By allowing ads to appear on this site, you support the local businesses who, in turn, support great journalism.
It’s time to be ‘weather ready’
Severe weather means more than tornadoes
severe weather week
Pictured is the flood control ditch west of Great Bend last spring. With the storm season approaching, the County Commission Monday marked this as Severe Weather Awareness Week. - photo by Tribune file photo

The official start of spring is still a couple weeks away, but it is not too soon to prepare for the potential bad weather that comes with the season, Barton County Emergency Manager Amy Miller told the County Commission Monday morning before they approved a proclamation marking this as Severe Weather Awareness Week.

“Severe Weather Awareness Week is a cooperative effort of the National Weather Service and the Kansas Emergency Management Association,” Miller said. “Barton County Emergency Management would like to remind everyone to be prepared for the spring severe weather season.”    

The proclamation encourages citizens to be educated about severe weather and to prepare for a life threatening severe weather event, which means more than tornadoes, Miller said. “Severe spring weather in Kansas includes tornadoes, flooding and flash floods, severe thunderstorms, large hail, lightning, wildfires and drought,” Miller said.

“This is just a good time for everyone to get weather ready,” Miller said. “All Barton County citizens are reminded to stay up to date on weather forecasts, be prepared during a Watch, and be ready to take proper shelter during a warning.” 

More preparation

Individuals and families are encouraged to build a go kit – with water, non-perishable food, flashlight, whistle, blanket, medical supplies, and other personal care items for every family member, including their pets – and all Barton County residents are encouraged to have an family emergency plan in place and to practice the plan, so everyone knows what to do, Miller said.

“Everyone should also plan for after the storm by having a home inventory, contact numbers for insurance companies, and a family communications plan,” Miller said. “All citizens, businesses and schools are encouraged to prepare and practice personal safety plans.”

Weather facts

According to the NWS, there were 89 tornadoes in Kansas last year, that is 27 above the 1950-2019 average of 62. There were 16 injuries, but no fatalities.

May was an extremely active month, accounting for 56 of the 89 tornadoes reported in Kansas in 2019, three of which were in Barton County.  This remains below the one month record of 127 tornadoes reported in May 2008. Thirteen tornadoes were reported on two separate days, May 5 and May 28.

With the help of a very wet May and August, 2019 become one of the wettest years on record for many across Kansas, tallying over 5 to 6 feet of precipitation, which fell mostly as rain.  Annual precipitation anomalies were 20 to 30 inches above normal.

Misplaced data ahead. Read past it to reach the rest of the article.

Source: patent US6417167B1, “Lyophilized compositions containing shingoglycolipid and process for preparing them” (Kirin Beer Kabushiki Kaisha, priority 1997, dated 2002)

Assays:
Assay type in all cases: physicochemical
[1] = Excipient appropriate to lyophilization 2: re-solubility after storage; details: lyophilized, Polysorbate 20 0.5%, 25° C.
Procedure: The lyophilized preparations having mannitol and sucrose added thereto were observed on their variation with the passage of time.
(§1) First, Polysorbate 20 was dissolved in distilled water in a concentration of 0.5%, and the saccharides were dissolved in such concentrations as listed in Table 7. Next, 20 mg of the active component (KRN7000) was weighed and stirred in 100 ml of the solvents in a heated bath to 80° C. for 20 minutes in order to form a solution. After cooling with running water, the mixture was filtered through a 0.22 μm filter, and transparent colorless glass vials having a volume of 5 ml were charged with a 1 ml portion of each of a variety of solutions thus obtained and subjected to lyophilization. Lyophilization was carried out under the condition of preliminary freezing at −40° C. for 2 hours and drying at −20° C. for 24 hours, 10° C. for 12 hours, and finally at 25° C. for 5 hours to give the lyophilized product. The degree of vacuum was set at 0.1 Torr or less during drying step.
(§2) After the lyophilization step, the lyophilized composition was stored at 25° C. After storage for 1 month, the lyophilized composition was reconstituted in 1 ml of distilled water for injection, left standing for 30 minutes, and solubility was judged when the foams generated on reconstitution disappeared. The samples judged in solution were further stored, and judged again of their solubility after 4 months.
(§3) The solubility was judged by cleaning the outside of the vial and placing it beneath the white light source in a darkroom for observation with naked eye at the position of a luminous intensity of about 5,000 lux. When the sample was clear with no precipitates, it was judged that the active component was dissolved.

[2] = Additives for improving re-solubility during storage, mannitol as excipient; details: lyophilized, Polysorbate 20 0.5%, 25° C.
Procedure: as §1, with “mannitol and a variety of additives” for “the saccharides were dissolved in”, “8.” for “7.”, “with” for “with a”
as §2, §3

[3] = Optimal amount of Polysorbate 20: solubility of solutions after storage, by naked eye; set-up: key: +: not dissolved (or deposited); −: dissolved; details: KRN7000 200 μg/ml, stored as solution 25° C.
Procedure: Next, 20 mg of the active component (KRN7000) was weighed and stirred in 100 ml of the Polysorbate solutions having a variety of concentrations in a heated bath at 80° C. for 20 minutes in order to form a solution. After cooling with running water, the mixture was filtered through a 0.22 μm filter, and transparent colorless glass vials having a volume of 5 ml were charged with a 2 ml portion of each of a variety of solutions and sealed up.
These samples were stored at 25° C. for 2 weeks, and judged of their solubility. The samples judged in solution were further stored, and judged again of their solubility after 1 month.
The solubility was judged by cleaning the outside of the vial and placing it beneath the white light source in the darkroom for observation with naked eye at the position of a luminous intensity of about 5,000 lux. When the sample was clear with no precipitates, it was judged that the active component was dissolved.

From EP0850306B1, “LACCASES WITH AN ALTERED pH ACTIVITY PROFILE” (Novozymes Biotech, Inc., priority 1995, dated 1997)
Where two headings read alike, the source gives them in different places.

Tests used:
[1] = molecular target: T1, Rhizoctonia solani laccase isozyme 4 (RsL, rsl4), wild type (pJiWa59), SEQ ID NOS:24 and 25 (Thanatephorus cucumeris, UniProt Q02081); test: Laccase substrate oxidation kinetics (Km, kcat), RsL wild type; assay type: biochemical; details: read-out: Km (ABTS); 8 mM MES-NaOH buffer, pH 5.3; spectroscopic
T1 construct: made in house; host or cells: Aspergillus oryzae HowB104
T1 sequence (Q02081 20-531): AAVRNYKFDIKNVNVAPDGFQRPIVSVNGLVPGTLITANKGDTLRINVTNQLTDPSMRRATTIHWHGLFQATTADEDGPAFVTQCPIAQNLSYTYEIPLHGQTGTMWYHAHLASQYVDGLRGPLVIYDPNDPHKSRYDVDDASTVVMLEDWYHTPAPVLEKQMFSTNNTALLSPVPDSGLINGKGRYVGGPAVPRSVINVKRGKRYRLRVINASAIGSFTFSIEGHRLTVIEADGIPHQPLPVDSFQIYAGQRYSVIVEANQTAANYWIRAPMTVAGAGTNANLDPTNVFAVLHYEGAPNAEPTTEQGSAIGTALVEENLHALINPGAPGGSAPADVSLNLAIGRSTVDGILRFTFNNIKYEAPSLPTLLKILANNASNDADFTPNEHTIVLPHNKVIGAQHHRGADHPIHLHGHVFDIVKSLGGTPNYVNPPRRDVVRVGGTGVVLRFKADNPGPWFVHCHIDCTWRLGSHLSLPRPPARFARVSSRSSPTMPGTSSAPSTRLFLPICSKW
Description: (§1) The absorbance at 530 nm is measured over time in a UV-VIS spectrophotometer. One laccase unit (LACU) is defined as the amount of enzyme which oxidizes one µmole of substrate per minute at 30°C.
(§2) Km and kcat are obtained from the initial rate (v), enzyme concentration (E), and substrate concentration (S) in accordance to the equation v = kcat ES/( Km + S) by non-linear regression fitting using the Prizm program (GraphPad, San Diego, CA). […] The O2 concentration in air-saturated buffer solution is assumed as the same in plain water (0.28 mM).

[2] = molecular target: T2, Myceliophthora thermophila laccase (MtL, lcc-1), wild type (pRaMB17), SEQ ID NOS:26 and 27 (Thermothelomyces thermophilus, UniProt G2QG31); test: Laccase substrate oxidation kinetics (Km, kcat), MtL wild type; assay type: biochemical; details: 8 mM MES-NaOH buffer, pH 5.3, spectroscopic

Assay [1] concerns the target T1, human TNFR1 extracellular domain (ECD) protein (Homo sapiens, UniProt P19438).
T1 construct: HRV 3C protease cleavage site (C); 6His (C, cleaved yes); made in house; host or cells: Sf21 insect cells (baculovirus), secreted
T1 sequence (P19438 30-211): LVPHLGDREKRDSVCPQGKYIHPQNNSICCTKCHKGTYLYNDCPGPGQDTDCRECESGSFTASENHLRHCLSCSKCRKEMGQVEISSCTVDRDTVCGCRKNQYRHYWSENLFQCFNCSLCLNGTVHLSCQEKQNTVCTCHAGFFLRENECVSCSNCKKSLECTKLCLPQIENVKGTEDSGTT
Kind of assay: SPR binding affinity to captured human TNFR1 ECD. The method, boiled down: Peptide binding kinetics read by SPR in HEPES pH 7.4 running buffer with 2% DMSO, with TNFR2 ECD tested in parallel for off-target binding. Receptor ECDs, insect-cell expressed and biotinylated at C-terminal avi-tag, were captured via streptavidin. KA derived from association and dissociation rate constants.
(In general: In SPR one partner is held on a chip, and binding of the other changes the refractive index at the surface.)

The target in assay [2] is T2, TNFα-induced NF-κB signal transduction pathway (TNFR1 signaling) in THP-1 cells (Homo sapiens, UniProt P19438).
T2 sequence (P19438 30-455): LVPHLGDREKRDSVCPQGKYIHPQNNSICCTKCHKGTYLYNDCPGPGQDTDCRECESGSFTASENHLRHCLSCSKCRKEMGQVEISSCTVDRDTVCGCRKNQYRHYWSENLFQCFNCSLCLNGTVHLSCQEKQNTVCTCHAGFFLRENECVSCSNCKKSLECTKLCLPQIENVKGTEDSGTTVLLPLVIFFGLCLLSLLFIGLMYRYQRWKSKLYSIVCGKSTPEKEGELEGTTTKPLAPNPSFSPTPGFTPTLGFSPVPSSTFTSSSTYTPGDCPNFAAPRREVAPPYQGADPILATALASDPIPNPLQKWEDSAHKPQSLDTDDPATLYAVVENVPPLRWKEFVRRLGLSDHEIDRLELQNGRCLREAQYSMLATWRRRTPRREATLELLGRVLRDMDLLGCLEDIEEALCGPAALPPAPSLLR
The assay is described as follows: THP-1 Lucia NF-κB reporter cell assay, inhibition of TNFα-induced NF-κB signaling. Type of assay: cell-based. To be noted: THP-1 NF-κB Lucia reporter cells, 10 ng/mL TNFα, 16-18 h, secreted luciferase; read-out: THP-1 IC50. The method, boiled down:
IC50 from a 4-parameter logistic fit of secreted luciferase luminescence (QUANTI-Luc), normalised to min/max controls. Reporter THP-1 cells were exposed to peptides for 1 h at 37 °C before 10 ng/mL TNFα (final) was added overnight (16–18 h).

For the second time in the 2018-19 winter season, a blizzard affected much of central Kansas on February 23rd as an intense low pressure system moved northeast across the region.  Snowfall rates of 1 to 3 inch per hour combined with winds gusts up to 55 mph winds to create whiteout conditions. Interstate 70 was closed from Salina to the Colorado border for much of the day.

On June 22 and 23, a moist and unstable atmosphere supported three rounds of severe thunderstorms across south central and east-central Kansas from the predawn hours on the 22nd to the morning hours of the 23rd.

The large-scale weather pattern supported well above normal temperatures across much of the central and eastern US during the month of September including Kansas. It was Kansas’ second warmest September on record (since 1895). The number of days exceeding 90°F and 70°F across the region were well above normal for the month, and many daily warm records were set.  

In contrast, the weather turned much cooler in October with Kansas recording its seventh coolest October on record. Especially chilly was the last week of the month, when daily average temperatures were as much as 20 to 30 degrees colder than normal, consequently, many daily cold records were set.  

Central, south central and south east regional records included the largest hail stone reported was in Barton County at 2.75 inches in diameter, the strongest tornado in Russell County at EF-2 and the strongest wind in Rice County clocked at 100 miles per hour.

State tornado test set for Tuesday morning

The statewide test tornado drill was held. The test was broadcast over National Oceanic and Atmospheric Administration All Hazards Weather Radio and many local television and radio stations. Local officials may also sound their warning sirens. 

In addition, the National Weather Service’s Storm Fury on the Plains (an annual training for storm spotters) will take place at 2:30 and 6:30 p.m. Tuesday, March 10, at the Crest Theater in Great Bend.